• Eating carbohydrates affects blood sugar levels. Eating a large amount of carbohydrates at a meal will have a larger effect on blood glucose levels than eating a small amount of carbohydrates.
      • It is important to balance between eating enough carbohydrates to receive the necessary amounts of energy and resultant glucose, and not consuming too much to where blood sugar levels are out of control .
      gdm of 42
    • of 42 PBRC 2006 CHO counting With this meal plan, the number of grams of carbohydrates that is eaten at each meal or snack is counted to make sure that they are within a certain range. A meal plan may be very specific, allowing a specified amount at each meal or snack, or it may be more general, with a daily carbohydrate total. The exchange system The exchange system groups each food consumed into one of the following food groups: bread/starches, fruits, vegetables, proteins, milk, and fats. Each food within a group has very similar amounts of carbohydrate, fat, protein and calories, but the amounts of vitamins and minerals may vary. In this plan, the number of items from a food group that is eaten at each meal is counted. There is a designated amount for each group every day.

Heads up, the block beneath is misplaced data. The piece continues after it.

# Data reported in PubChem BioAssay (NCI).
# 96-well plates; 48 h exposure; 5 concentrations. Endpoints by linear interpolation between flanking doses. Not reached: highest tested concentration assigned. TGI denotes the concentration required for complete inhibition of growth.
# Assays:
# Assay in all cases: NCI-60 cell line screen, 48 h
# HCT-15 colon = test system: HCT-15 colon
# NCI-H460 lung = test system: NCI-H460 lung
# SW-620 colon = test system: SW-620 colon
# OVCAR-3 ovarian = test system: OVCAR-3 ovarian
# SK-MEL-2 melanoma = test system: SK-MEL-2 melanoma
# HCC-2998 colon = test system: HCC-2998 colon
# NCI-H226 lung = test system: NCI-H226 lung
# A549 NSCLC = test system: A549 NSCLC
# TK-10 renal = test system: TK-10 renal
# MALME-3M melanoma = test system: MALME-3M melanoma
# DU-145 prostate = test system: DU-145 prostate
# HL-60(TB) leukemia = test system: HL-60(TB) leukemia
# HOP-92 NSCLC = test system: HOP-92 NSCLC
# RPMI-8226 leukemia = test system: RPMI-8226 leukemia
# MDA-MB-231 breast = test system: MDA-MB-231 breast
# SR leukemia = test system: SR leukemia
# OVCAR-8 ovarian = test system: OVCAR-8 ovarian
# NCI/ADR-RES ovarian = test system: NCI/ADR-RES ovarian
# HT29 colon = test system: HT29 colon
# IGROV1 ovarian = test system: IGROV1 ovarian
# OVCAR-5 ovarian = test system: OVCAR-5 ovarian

• of 42 PBRC 2006 Eat meals and snacks on a regular schedule throughout the day Researchers recommend that women with gestational diabetes should eat at least three small-to-medium sized meals and two to four snacks every day. Eat smaller amounts of carbohydrates at each meal It is preferable to eat several small meals every day rather than one large meal. Carbohydrates will increase blood glucose level directly, therefore, eating a small amount of carbohydrates all through the day will help keep blood sugar from rising too high. Add a nighttime snack to your meal plan A snack of one or two servings of carbohydrates before bedtime will keep blood sugar at a healthy level during sleep. Some healthy examples could include: a piece of fruit, a handful of pretzels, or crackers.
      • Diet : general principles
      • 55% CHO / 25% Protein / 20% fat
      • Normal weight gain 10-12 kg
      • Avoid ketosis
      • Liberal exercise program to optimize BG control
      • Women with gestational diabetes often need regular, moderate physical activity to help control their blood sugar levels by allowing insulin to work better.
      • Examples include:
        • Walking
        • Prenatal aerobics classes